In light of the duration of the conducts (initiated in May 2016 and still ongoing at the time of AGCM’s decision in 2017), the Authority ordered Viagogo to stop the illegal practices and pay an administrative fine of €300,000.00[3].

The Supreme Administrative Court ruling

Viagogo brought a claim against the 2017 AGCM’s decision, which was finally annulled by the Supreme Administrative Court stating that:

i) the use of the expression “Official Website” is legitimate, since it refers to the intermediary activity officially carried out by Viagogo, and not to the activity of the first seller on the primary market;

ii) Viagogo operates as a passive hosting provider, as defined by European case law[4]. In general, hosting providers are bound by the Consumer Code as far as the rules on unfair practices against consumers are concerned. However, the implementation of such rules cannot transform a passive hosting provider into an active one. For this reason, the Supreme Court upheld Viagogo’s appeal and annulled the AGCM’s decision, stating that the Authority’s prescriptions would have changed Viagogo into an active hosting provider by means of the obligation to publish the ticket face value and the seat location: these elements are available to the seller and cannot be published and controlled by the passive hosting provider without affecting its very nature and related responsibility.

The judgment at hand recalls another recent decision of the Italian Court of Cassation[5] that recognised for the first time in Italy the difference between active and passive hosting providers, also providing so-called “interference indices” which rule out the passive nature of a provider. Specifically, a hosting provider is active when it carries out one or more of the following operations: the activities of filtering, selection, indexing, organization, cataloging, aggregation, evaluation, use, modification, extraction or promotion of content, carried out through an entrepreneurial management of the service, as well as the adoption of a technique for evaluating users’ behaviour to increase their loyalty. In essence, these conducts have been considered to be significant by the Court since they have the effect of completing and enriching in a non-passive way the use of content by the final consumers.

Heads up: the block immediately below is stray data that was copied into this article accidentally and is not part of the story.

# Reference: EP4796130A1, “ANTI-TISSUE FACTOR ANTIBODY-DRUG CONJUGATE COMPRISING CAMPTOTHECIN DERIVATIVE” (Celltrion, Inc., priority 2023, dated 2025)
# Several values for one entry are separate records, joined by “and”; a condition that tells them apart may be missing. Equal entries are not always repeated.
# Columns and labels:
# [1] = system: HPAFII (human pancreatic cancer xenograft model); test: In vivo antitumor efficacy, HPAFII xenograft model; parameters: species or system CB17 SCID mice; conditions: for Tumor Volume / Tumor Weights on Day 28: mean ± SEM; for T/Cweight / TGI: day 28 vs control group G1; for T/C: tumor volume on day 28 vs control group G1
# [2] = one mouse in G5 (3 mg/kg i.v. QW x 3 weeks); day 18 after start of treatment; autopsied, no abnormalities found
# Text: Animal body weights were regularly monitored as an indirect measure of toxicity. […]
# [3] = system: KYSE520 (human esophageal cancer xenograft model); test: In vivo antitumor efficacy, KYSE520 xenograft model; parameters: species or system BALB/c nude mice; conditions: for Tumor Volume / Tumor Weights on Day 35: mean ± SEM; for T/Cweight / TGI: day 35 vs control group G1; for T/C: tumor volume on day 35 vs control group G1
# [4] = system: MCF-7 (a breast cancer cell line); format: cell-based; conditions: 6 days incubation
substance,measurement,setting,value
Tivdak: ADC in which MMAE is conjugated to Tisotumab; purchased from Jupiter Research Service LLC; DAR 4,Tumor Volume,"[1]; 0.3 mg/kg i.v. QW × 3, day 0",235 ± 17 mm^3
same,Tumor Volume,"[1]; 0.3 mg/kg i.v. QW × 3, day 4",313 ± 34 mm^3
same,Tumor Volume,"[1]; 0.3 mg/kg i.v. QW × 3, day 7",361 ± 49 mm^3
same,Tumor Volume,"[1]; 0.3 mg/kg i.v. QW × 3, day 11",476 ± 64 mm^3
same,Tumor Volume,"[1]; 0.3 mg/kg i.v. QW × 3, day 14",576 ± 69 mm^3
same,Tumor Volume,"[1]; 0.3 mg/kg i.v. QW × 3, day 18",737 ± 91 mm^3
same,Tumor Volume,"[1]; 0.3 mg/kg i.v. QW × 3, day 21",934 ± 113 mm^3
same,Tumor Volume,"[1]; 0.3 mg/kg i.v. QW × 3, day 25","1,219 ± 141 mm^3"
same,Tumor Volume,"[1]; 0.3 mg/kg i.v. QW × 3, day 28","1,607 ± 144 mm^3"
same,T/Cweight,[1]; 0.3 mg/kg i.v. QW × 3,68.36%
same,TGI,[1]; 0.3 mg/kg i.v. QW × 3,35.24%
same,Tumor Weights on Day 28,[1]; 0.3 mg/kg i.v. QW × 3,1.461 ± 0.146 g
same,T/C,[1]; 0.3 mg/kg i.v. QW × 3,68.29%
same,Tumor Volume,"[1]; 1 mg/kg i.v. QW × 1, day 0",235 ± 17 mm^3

[1] Consiglio di Stato, judgment No 04359/2019.

[2]Moreover, to fight against illegal practices in the online ticketing sector, in December  2016 the Italian Parliament passed a law to prevent the phenomenon of online ticket touting (Law 11 December 2016, No 232, Article  1, paras. 545 – 546), which as of January 1, 2017 punishes the illegal resell of tickets.

[3] The fine was determined in a range from €5,000.00 to €5,000,000.00 according to Article 27 of the Italian Consumer Code. In a further proceedings in 2018, Viagogo was fined €1 million for not having complained with the 2017 Resolution.

[4] CJEU, C-324/09, L’Oréal v. eBay; CJEU, C-236/08, Google France v. Louis Vuitton; C-434/15, Asociación Profesional Elite Taxi.

[5] RTI v. Yahoo!, March 19, 2019, No 7708. In this respect see: F. Frigerio, Responsabilità dell’hosting provider: la Cassazione conferma la distinzione tra attivo e passivo, in Diritto (d)e(i) Nuovi Media, April 18, 2019; RTI v. Dailymotion: il Tribunale di Roma interviene nuovamente sulla responsabilità dell’hosting provider sulla scia della sentenza della Cassazione nel caso RTI v. Yahoo!, in Diritto (d)e(i) Nuovi Media, September 4, 2019.